Nearly everyone asked us, “So what are you?” during the first few years of our ministry.
This one topped the list of several important questions which popped up like lice in the kindergarten classroom that was the first few years of our ministry.
“Are you a church?” was a popular one.
“Where is your building”, was another one, followed every time by “When do you plan to get one?”
“How do you get paid?” was another top hit, followed by head shakes of speechless admiration that we’d do all this work for nothing
“Do you have group sex?” was a question asked us by several less discreet Christians who believed that any group of non-biologically related people living together, praying together, and helping their neighbors together, must, in fact, be doing it so they can live in their own Jesus-themed pornography.
Over time, I came up with a set of stock answers.
No, we’re not a church, we just worship, study scripture, pick up trash, and love people like Jesus did.
No, we don’t have a building and we don’t plan to get one, hence the reason why I described us as church without walls.
No, we don’t get paid, except with the deep satisfaction that comes from following Jesus (and with lattes, lots of lattes. We literally spent over half of our first-year budget at one local coffee shop.)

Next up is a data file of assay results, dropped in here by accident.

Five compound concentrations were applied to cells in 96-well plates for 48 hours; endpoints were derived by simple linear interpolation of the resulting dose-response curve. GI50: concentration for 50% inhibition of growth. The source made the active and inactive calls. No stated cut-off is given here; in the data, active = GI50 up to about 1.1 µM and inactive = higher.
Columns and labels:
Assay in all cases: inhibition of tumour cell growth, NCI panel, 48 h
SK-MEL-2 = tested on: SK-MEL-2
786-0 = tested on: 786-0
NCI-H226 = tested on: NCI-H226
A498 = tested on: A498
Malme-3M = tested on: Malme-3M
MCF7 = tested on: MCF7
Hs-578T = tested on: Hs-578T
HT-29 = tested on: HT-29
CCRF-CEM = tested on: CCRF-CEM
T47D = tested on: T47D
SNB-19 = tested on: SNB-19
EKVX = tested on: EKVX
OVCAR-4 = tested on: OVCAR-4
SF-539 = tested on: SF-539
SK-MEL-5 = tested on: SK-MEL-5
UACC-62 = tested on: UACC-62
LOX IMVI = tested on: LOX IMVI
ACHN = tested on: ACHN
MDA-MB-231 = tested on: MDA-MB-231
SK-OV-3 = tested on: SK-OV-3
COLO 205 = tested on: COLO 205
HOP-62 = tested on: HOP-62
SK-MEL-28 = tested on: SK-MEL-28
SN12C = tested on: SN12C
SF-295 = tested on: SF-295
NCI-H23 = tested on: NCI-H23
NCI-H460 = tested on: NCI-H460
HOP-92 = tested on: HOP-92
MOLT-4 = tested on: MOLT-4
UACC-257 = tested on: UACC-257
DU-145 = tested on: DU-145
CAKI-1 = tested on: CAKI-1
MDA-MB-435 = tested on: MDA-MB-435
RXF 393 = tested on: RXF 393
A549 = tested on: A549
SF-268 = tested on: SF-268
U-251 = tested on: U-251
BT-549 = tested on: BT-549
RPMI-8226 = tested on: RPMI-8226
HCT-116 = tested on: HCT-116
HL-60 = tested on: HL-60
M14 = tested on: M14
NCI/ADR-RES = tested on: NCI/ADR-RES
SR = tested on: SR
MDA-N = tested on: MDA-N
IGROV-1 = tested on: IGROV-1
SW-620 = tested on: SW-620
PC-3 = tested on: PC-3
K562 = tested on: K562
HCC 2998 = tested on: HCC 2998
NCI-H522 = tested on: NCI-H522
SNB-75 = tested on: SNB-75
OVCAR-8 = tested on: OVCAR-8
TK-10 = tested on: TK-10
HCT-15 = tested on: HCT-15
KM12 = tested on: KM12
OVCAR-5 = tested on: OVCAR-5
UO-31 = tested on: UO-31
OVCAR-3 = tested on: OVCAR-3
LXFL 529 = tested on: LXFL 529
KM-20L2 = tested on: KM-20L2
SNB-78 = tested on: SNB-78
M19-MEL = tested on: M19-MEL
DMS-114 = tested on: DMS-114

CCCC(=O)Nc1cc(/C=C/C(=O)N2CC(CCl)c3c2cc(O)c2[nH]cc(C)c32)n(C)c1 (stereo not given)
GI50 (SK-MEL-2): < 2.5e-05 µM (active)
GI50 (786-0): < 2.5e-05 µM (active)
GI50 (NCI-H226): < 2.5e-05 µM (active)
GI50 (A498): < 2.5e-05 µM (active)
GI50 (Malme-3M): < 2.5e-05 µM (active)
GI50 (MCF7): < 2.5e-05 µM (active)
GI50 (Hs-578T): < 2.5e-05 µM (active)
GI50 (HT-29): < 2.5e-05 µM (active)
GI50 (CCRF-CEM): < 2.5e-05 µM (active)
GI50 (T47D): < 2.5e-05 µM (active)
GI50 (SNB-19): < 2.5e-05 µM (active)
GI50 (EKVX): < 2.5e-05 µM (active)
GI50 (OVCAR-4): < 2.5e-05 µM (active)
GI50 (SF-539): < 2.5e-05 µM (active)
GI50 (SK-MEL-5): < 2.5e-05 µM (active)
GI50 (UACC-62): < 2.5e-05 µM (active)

Fuck no. Literally. No group sex.
However, it was that first question which managed to crawl into my brain and bother the hell out of me.
“What are you?”
The answer to that question changed, depending on the time of day, the people I was talking to, or what mood I was in.
Here were a few common ones I used:
A) We are a group of neo-monastic church planters, embodying an Acts 2 community while planting small, deeply relational groups throughout the city.
B) We are a church without walls, building spiritual community based on nothing but friendship.
C) We are a church using the multipling cell-group model (or the Missio model of discipleship or the 3dm missional community model – we tried a lot of strategies.)
D) I don’t know, but if you figure it out, will you please let me know?
All of these answers and their million other variations were all true at one point or another over the course of my ministry..
To a certain extent, this was just simple, healthy experimentation. When no one (or at least, not many people) have done what you’re doing, there is no playbook, no accumulated wisdom, and no long-hallowed (and long-fossilized) set of best practices. You find out what works and what doesn’t by throwing a lot of crap at the wall. Sometimes it sticks there. Sometimes it just ends up sticking on you.
I remember talking with the pastor of one of our partner churches during dinner at a conference. He was trying to describe us to another person at the table. He opened by saying, “Every time I talk to them, they’re doing something different. They change more in six months than my church does in six years.”
For him, that was a genuine compliment.
For me, it contained a note of uncomfortable truth.
What Do You Think?
1)When have you had to interact with people who didn’t understand the life choices that you made? How did you respond to their questions?
2) What are the challenges of living in a way that looks different than the rest of the culture?
Coming Friday! Part Eight: Quick Everyone! Act Normal! (2/2)
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